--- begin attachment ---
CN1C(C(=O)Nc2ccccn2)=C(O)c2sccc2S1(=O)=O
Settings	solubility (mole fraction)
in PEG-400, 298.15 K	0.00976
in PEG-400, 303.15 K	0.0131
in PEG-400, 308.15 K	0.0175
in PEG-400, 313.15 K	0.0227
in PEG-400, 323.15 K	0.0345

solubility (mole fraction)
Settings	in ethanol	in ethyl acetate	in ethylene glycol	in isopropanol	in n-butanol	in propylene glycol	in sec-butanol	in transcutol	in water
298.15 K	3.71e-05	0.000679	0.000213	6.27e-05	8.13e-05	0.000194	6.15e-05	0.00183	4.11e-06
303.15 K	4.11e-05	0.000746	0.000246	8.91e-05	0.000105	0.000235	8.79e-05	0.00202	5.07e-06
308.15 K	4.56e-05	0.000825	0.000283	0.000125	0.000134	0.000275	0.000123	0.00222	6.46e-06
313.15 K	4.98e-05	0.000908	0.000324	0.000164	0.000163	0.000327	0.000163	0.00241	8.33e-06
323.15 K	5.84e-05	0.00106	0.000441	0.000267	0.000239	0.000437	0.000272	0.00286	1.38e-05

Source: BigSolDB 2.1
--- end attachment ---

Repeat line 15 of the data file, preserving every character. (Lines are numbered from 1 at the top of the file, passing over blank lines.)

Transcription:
Source: BigSolDB 2.1